Monday, May 28, 2012

Excerpt from Our Times article

Today's post is something a little exerpt from an article I wrote for this month's issue of Our Times magazine.


Only in America or coming to a school near you?

By Tara Ehrcke

“The Shocking State of Our Schools” was the title of the Oprah Winfrey show September 20, 2010. Even if you aren’t a parent or a teacher, the issue of “education reform” in the U.S. likely crossed your path sometime in the last few years. You might have seen the documentary Waiting for Superman, which blames teachers’ unions for wrecking the American public education system and trumpets the concept of the charter school, a private system that runs on public money. Perhaps you read an article promoting merit pay for teachers. Or you might have watched more than 100,000 demonstrators in Madison, Wisconsin, take on the newly minted and aggressive Republican governor Scott Walker, for his attack on teachers’ bargaining rights. It is almost impossible, these days, not to come across someone blaming teachers and teacher unions, on both sides of the border, for education’s woes, and promoting the necessity for education “reform.” Practically every mainstream media message is the same: Our schools are failing, and teachers are to blame: bad teachers, greedy teachers, teacher unions, teacher seniority.

The U.S. education reform movement is, at its heart, a platform to advance an agenda of privatization, market-based reforms, and attacks on unions. It is promoted by some very visible (and very wealthy) Americans who have no expertise in either education or education policy. It has become legitimate to chime in on the debate with no credentials and no expertise. It is a darling of both the Republicans and the Democrats.

The movement dates back to 1992, when the Organization for Economic Cooperation and Development (OECD) first developed standardized tests to rank schools internationally. By the late 1990s, individual OECD member states, Canada and the U.S. included, were copying this formula and instituting their own testing, often on an annual basis. They use the data to rank schools and this ranking provides evidence of failing schools. The false crisis of “school failure” drives privatization under the guise of school reform.

In the U.S., such reforms were enshrined in law through George W. Bush’s No Child Left Behind Act in 2001. The Act mandates both standardized tests and draconian responses for schools that fail these tests, such as firing the staff or closing the school. It has been reinforced by President Obama’s Race to the Top program, which ties Federal funding to school and teacher assessment based on student test scores.


These reform measures are the result of public education’s very own shock doctrine strategy, with free-market policies pushed in response to a manufactured crisis. As writer Naomi Klein describes in her book, The Shock Doctrine: The Rise of Disaster Capitalism, this is a neo-liberal program designed to dismantle and privatize public services.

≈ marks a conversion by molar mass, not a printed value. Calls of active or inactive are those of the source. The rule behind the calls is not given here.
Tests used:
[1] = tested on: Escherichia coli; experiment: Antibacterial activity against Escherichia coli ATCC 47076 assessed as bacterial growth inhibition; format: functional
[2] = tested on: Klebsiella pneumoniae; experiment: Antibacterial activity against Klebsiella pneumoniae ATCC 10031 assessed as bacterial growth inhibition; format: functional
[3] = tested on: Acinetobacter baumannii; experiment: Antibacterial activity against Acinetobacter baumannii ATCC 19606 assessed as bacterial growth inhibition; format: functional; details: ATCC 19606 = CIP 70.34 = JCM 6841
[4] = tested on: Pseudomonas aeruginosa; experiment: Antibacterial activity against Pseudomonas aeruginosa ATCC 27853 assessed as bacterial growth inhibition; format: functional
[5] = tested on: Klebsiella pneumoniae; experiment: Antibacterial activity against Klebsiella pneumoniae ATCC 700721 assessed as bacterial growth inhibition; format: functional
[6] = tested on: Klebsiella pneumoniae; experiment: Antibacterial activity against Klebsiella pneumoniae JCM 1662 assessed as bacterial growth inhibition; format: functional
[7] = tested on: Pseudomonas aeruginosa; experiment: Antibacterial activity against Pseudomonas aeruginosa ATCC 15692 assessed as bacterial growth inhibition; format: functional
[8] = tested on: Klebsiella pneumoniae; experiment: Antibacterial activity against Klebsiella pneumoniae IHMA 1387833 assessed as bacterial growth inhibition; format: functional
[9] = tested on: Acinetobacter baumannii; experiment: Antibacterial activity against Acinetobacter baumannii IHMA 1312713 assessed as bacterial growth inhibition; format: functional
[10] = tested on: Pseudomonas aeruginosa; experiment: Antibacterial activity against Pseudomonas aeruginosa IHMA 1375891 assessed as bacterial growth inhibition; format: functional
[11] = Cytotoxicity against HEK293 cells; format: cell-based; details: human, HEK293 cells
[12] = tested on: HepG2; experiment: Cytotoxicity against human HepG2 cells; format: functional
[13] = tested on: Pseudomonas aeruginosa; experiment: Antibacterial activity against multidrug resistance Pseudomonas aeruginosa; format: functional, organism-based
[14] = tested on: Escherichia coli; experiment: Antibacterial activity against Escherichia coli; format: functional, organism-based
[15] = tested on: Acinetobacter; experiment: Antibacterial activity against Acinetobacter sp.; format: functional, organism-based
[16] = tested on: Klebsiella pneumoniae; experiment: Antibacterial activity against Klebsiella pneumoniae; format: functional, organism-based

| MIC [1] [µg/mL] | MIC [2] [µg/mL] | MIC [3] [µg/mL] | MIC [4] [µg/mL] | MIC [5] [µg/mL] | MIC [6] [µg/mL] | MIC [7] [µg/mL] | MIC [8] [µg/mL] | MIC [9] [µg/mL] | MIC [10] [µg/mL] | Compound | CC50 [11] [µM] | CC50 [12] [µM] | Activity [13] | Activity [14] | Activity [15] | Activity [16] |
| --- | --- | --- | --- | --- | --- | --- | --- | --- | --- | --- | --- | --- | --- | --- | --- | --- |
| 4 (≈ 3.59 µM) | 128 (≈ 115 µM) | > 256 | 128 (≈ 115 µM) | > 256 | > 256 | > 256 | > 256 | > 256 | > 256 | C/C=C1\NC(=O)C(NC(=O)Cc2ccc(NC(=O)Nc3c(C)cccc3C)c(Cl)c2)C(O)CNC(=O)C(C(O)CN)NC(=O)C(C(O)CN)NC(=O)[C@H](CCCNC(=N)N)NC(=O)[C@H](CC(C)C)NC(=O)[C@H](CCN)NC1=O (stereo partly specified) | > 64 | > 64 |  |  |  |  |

The shock strategy works like this:

1) Mandate testing of every student at every school.

2) Underfund public schools.

3) Set unrealistic expectations as benchmarks for “success.”

4) Declare a crisis based on test score results.

5) Blame the schools, the teachers and the teachers’ unions for the failure.

6) Introduce market reforms to “fix” the problem.

It is actually quite difficult to promote this set of ideas – even with an army of think-tanks and private lobby groups and a few billion dollars. Most Canadian, and American, parents understand that school is more than standardized test scores, and many believe that the tests do nothing to improve their own child’s education. They also tend to like and trust their children’s teachers and schools, certainly more than they trust a bureaucrat or politician. So, it takes a lot of organized ideological interference to turn parents against their child’s teacher and against their neighbourhood school.

Read more! in this month's copy of Our Times magazine (you will have to actually go to a news stand and buy one, but it is an excellent investment with many other excellect articles). See the table of contents here:

1 comment:

  1. For a country that's supposed to be one of the best in the world, it's surprising how far the education system has fallen. I'm honestly wondering when the government will wake up, smell the coffee, and maybe start up good reading programs for kids to get the reform ball rolling.